Free Solo is a 2018 documentary about rock climber Alex Honnold and his 2017 effort to be the first to climb Yosemite’s soaring rock face El Capitan without ropes or harnesses. My wife and I hadn’t heard of the film before finding it on pay-per-view, and not knowing the outcome made watching his death-defying feat all the more intense. Even so, as I found upon re-watching, the film compels rapt attention even when one knows what will happen.
Shortly after the documentary opens with the sound of wind and a glimpse of Honnold climbing the sheer face without equipment, we cut to a talk-show host interviewing him about such climbing, known as free soloing. “Here is what I don’t understand,” she says. “One little mistake, one little slip, and you fall and die.”
“Yeah,” he says nonchalantly. “You seem to understand it well.” Back to him on the formation, now with voiceover: “I feel like anybody could conceivably die on any given day. Soloing makes it feel far more immediate and much more present.”
I watched this film with mortality on my mind. Shadows of illness and aging have fallen upon my family in recent months, darkening rapidly in recent weeks. That might’ve made me skeptical about Honnold’s situation: a man in his early 30s, in excellent health, choosing to put his life in extreme danger. In fact, though, I came away with high respect for him; no less so given the film’s indications of damage in his emotions and relationships. Having a steady girlfriend is an unfamiliar delight that becomes a complicating factor. After a reminiscence about his mother’s admonitions to him as a child that “good enough isn’t,” Honnold refers to “the bottomless pit of self-loathing” as “definitely the motivation for some soloing.”
Right after watching the film, I read an Atlantic article, “Free Solo Is Not a Life Lesson,” which struck me as showing the dangers of journalistic desperation to fill up a page or produce traffic. The writer, Ian Bogost, makes a case that “Honnold’s accomplishment isn’t transferable to just any domain,” because free soloing requires particular conditions—specific training, a vertical rock face, etc.—that don’t come up in other fields. That’s like commenting on a ballerina’s performance that it isn’t the sort of thing done by someone not wearing a tutu.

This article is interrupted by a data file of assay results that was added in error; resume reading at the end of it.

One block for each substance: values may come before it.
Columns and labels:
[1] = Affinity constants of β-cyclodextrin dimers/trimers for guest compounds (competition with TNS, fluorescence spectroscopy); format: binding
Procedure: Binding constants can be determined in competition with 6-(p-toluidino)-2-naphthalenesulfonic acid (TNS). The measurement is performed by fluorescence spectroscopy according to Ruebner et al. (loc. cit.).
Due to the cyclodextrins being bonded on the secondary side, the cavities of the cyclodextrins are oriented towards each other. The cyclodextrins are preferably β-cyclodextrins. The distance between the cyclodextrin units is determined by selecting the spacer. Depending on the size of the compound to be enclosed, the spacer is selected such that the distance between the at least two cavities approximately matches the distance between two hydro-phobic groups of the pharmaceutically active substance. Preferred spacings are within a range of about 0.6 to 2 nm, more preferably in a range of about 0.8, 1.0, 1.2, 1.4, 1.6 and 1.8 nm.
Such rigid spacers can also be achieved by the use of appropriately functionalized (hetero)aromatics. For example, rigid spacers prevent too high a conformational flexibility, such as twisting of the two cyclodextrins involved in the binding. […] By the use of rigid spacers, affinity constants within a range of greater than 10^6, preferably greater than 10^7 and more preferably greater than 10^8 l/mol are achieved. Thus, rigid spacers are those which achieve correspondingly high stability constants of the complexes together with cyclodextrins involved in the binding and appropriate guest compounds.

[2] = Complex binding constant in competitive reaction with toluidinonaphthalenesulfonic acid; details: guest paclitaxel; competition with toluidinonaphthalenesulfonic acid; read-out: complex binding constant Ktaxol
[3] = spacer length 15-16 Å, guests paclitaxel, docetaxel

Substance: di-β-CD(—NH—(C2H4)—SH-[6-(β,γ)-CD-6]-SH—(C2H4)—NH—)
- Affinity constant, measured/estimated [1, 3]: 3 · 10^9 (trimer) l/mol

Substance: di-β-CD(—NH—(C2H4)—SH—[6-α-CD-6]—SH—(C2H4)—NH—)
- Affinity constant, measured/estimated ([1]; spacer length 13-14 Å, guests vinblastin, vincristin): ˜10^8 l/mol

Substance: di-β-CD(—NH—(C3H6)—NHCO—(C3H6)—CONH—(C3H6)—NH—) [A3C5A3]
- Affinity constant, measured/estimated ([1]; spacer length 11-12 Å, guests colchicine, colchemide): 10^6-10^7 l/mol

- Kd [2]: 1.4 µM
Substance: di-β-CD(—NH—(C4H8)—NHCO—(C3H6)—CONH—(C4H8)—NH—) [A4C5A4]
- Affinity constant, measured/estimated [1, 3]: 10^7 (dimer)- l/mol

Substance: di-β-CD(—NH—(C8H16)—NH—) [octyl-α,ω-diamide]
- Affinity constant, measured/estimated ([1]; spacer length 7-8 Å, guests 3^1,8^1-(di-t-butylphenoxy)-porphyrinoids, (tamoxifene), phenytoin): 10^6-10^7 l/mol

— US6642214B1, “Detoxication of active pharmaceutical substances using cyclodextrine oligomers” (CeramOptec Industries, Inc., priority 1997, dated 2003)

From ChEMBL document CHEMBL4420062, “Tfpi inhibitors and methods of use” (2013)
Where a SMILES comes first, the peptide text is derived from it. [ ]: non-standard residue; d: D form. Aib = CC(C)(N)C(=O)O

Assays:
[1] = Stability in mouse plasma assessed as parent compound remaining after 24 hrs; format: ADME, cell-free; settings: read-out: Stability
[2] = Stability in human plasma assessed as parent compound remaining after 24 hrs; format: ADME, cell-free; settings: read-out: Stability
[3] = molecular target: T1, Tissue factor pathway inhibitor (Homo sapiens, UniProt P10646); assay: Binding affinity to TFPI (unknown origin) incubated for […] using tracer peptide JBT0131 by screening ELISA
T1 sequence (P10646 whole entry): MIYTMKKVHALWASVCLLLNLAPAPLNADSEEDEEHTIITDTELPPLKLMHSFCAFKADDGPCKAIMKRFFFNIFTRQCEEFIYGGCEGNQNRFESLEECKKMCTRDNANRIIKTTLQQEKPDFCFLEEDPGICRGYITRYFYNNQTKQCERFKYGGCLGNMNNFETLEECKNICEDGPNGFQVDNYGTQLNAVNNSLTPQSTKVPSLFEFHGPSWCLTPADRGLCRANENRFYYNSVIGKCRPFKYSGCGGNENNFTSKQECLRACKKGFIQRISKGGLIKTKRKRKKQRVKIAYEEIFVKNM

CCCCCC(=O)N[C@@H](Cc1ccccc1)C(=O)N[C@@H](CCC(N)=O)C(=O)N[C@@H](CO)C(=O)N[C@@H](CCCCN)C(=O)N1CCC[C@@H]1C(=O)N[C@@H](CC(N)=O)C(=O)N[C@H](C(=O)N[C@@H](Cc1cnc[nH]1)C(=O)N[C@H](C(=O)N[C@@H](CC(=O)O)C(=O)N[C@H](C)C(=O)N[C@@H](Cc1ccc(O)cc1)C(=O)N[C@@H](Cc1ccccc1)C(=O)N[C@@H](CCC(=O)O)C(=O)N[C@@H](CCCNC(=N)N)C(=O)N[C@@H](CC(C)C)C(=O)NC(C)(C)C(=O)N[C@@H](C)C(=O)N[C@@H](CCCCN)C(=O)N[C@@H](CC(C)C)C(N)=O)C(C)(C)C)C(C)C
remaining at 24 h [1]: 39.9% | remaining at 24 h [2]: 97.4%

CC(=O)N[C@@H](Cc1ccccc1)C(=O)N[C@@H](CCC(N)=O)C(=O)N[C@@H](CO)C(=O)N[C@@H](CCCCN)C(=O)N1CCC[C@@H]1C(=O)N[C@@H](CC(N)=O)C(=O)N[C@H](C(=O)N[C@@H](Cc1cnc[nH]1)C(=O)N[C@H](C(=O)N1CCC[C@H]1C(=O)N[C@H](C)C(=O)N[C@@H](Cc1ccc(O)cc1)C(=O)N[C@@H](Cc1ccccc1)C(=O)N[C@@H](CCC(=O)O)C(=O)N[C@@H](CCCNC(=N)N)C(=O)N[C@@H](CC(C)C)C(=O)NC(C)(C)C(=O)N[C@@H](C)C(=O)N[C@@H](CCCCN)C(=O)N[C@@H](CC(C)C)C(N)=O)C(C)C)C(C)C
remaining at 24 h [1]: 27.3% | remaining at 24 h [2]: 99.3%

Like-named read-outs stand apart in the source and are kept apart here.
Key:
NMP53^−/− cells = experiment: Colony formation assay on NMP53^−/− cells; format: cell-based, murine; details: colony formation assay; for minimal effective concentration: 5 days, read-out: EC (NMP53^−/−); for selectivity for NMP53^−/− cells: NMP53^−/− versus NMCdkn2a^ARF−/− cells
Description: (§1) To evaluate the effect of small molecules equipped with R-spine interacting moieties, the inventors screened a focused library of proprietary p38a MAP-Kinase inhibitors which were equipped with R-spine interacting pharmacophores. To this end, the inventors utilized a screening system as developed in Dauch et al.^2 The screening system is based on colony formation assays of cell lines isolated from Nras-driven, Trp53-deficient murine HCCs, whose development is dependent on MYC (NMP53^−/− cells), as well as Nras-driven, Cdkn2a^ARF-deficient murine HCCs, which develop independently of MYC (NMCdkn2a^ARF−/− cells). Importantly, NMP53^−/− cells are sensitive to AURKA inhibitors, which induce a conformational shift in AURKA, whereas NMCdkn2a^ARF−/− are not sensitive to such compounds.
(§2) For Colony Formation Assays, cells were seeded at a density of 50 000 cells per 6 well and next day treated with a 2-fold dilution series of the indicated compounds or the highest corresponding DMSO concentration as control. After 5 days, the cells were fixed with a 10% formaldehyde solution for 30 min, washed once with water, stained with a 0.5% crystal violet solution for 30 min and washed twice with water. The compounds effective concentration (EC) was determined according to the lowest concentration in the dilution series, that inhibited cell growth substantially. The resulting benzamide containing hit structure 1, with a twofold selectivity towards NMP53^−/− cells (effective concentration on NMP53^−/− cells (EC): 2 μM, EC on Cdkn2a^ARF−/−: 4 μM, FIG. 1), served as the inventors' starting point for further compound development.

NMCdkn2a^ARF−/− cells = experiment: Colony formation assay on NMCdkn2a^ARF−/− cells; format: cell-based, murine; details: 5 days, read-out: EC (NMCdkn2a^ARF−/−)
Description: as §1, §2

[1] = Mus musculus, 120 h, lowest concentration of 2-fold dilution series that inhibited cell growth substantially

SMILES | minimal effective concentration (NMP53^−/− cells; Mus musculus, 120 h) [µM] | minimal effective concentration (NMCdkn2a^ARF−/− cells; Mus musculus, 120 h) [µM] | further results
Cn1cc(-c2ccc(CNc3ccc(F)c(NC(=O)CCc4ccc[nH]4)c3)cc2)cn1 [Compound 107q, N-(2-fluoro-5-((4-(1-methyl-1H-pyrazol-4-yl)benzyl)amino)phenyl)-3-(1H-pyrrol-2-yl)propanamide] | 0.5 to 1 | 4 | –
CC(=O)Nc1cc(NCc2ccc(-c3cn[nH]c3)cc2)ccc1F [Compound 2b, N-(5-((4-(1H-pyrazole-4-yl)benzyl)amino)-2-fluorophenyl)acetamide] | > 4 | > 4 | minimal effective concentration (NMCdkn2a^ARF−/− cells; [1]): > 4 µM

Bogost acknowledges that Free Solo gives a general lesson people can take: “to pinpoint the goals that they want to accomplish, and to pursue them with determination.” But the film evokes themes beyond that obvious advice, including the difficult tradeoffs that can arise from relationships (with multiple people’s goals, including their hopes for each other, coming into play); and the possibility that one might become too driven, whether to achieve something specific (at the expense of other goals) or just to achieve, period, so as to prove one’s worth.
Such themes also figure in a new novel, Deep Past, by Eugene Linden, which like Free Solo involves rock faces and an ambitious protagonist; it too opens with wind howling, in this case across the steppes of Kazakhstan, as fossils that are five million years old are uncovered and come to the attention of Claire Knowland, an anthropologist in her early 30s who recognizes that the ancient bones could overturn science’s picture of the rise of intelligence on Earth.
Claire must navigate a complex path involving corrupt power brokers, nervous funders and envious scientists, while falling in love with a Russian geologist who carries his own secret baggage. Ultimately, her situation involves great-power maneuvering, a professional assassin, and the looming presence of a rocky formation. It’s a fun story, with interesting extrapolations from real-life scientific matters of climate change and animal intelligence, and with the very human theme of trying to achieve something noteworthy in the world.
—Kenneth Silber is author of In DeWitt’s Footsteps: Seeing History on the Erie Canal and is on Twitter here.